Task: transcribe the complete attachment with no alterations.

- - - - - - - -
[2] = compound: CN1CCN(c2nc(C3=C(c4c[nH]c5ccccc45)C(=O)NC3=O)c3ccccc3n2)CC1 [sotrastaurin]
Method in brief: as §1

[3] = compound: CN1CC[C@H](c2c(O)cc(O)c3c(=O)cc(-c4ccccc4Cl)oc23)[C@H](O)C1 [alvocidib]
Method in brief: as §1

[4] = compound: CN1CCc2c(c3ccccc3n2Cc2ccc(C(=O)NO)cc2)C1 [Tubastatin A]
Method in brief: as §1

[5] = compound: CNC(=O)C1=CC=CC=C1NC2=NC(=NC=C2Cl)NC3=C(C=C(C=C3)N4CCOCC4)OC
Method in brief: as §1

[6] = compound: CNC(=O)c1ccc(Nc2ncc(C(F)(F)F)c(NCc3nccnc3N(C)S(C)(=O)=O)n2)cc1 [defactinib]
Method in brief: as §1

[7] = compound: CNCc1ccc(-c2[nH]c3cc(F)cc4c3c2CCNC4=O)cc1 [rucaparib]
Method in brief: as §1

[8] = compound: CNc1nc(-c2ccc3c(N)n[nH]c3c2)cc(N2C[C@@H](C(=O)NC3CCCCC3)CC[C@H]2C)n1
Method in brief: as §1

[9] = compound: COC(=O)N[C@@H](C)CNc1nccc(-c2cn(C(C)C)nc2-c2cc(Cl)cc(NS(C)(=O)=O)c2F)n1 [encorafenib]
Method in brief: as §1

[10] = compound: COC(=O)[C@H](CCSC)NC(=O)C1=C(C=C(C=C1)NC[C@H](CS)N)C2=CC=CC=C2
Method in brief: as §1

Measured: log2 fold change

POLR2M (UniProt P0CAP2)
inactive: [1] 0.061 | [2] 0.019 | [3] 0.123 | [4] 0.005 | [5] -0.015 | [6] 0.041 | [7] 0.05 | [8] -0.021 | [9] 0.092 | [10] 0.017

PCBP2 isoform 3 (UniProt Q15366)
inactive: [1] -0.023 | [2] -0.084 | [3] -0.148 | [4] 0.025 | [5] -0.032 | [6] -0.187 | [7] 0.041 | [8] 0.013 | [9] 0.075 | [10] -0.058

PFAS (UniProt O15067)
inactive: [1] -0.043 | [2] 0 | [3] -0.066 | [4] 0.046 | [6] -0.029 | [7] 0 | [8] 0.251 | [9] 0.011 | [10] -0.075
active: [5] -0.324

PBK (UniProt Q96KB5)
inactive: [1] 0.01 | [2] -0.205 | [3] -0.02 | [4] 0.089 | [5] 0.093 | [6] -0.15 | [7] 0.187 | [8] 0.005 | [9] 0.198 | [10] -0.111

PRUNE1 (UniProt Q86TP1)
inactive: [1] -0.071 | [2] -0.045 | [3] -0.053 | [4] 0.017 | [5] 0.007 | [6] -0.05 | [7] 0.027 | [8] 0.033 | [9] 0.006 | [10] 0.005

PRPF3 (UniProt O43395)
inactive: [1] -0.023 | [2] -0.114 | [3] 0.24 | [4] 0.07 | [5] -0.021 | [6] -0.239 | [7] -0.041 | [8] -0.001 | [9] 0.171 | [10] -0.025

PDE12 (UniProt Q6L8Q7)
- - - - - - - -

[2] = compound: CN1CCN(c2nc(C3=C(c4c[nH]c5ccccc45)C(=O)NC3=O)c3ccccc3n2)CC1 [sotrastaurin]
Method in brief: as §1

[3] = compound: CN1CC[C@H](c2c(O)cc(O)c3c(=O)cc(-c4ccccc4Cl)oc23)[C@H](O)C1 [alvocidib]
Method in brief: as §1

[4] = compound: CN1CCc2c(c3ccccc3n2Cc2ccc(C(=O)NO)cc2)C1 [Tubastatin A]
Method in brief: as §1

[5] = compound: CNC(=O)C1=CC=CC=C1NC2=NC(=NC=C2Cl)NC3=C(C=C(C=C3)N4CCOCC4)OC
Method in brief: as §1

[6] = compound: CNC(=O)c1ccc(Nc2ncc(C(F)(F)F)c(NCc3nccnc3N(C)S(C)(=O)=O)n2)cc1 [defactinib]
Method in brief: as §1

[7] = compound: CNCc1ccc(-c2[nH]c3cc(F)cc4c3c2CCNC4=O)cc1 [rucaparib]
Method in brief: as §1

[8] = compound: CNc1nc(-c2ccc3c(N)n[nH]c3c2)cc(N2C[C@@H](C(=O)NC3CCCCC3)CC[C@H]2C)n1
Method in brief: as §1

[9] = compound: COC(=O)N[C@@H](C)CNc1nccc(-c2cn(C(C)C)nc2-c2cc(Cl)cc(NS(C)(=O)=O)c2F)n1 [encorafenib]
Method in brief: as §1

[10] = compound: COC(=O)[C@H](CCSC)NC(=O)C1=C(C=C(C=C1)NC[C@H](CS)N)C2=CC=CC=C2
Method in brief: as §1

Measured: log2 fold change

POLR2M (UniProt P0CAP2)
inactive: [1] 0.061 | [2] 0.019 | [3] 0.123 | [4] 0.005 | [5] -0.015 | [6] 0.041 | [7] 0.05 | [8] -0.021 | [9] 0.092 | [10] 0.017

PCBP2 isoform 3 (UniProt Q15366)
inactive: [1] -0.023 | [2] -0.084 | [3] -0.148 | [4] 0.025 | [5] -0.032 | [6] -0.187 | [7] 0.041 | [8] 0.013 | [9] 0.075 | [10] -0.058

PFAS (UniProt O15067)
inactive: [1] -0.043 | [2] 0 | [3] -0.066 | [4] 0.046 | [6] -0.029 | [7] 0 | [8] 0.251 | [9] 0.011 | [10] -0.075
active: [5] -0.324

PBK (UniProt Q96KB5)
inactive: [1] 0.01 | [2] -0.205 | [3] -0.02 | [4] 0.089 | [5] 0.093 | [6] -0.15 | [7] 0.187 | [8] 0.005 | [9] 0.198 | [10] -0.111

PRUNE1 (UniProt Q86TP1)
inactive: [1] -0.071 | [2] -0.045 | [3] -0.053 | [4] 0.017 | [5] 0.007 | [6] -0.05 | [7] 0.027 | [8] 0.033 | [9] 0.006 | [10] 0.005

PRPF3 (UniProt O43395)
inactive: [1] -0.023 | [2] -0.114 | [3] 0.24 | [4] 0.07 | [5] -0.021 | [6] -0.239 | [7] -0.041 | [8] -0.001 | [9] 0.171 | [10] -0.025

PDE12 (UniProt Q6L8Q7)